"We sent folks to planning courses and spent long hours learning from the Joint handbook on military planning," he said. "Then, we exercised ourselves. We built scenarios and tested our own ability to conduct adaptive planning. We had some real-world planning needs as well and used every opportunity to teach, learn, modify and refine our processes. We've come a long way and we still have a long way to go, but it's pretty amazing to think where we were in July of 2009 with seven individuals and to look at where we are today conducting real-world, time-critical operations on a daily basis ... all achieved in less than 14 months."

Arthur Wachdorf, 24th Air Force senior advisor for intelligence and cyber operations, said the unit has been a leader in operationalizing cyber for the Department of Defense.

"We have a fully functional operations center that develops strategy for the commander and then plans and controls full-spectrum cyber operations," he said. "[Twenty-Fourth Air Force] operators are teamed with our Air Force and Joint partners operating globally, 24/7."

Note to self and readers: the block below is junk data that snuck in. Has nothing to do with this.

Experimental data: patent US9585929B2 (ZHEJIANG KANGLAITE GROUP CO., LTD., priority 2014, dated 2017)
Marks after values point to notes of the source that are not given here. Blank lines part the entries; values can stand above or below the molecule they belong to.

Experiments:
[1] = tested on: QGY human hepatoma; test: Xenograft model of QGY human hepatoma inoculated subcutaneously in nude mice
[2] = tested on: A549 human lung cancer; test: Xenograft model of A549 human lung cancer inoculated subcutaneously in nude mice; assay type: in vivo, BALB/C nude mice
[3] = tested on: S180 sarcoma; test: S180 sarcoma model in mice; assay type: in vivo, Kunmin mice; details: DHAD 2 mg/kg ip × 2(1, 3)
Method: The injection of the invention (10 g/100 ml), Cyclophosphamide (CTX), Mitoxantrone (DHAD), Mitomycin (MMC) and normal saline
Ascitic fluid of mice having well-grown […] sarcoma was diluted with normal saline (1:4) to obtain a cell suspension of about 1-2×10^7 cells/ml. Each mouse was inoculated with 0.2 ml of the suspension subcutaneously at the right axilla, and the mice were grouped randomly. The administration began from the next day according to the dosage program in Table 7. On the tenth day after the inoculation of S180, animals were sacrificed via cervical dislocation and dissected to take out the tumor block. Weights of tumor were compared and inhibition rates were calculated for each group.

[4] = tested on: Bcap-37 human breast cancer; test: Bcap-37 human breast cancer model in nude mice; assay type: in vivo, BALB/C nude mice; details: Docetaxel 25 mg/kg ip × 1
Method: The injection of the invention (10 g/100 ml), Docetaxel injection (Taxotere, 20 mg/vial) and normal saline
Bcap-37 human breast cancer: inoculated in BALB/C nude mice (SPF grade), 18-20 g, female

The citation accompanying the award recognized significant strides made in obtaining dedicated intelligence resources to directly support cyberspace operations, shifting from a traditional reactive network defense posture to a more predictive and dynamic mission assurance posture.

Col. Matthew Baker, 24th Air Force director of intelligence, surveillance and reconnaissance, broke that down into layman's terms.

"The Air Force ISR enterprise took very deliberate steps to ensure that cyberspace operations received expanding robust intelligence support in an environment where the demand for intelligence support across all domains has never been higher," said Colonel Baker. "The integration of a new ISR group in a direct support role to 24th Air Force operations provides dynamic and growing expertise and support across all intelligence disciplines leading to a more predictive and dynamic mission assurance posture."

Colonel Baker said the lion's share of the credit for the 24th being named an Air Force Outstanding Unit for 2010 should be given directly to the unit's non-commissioned officers and junior officers.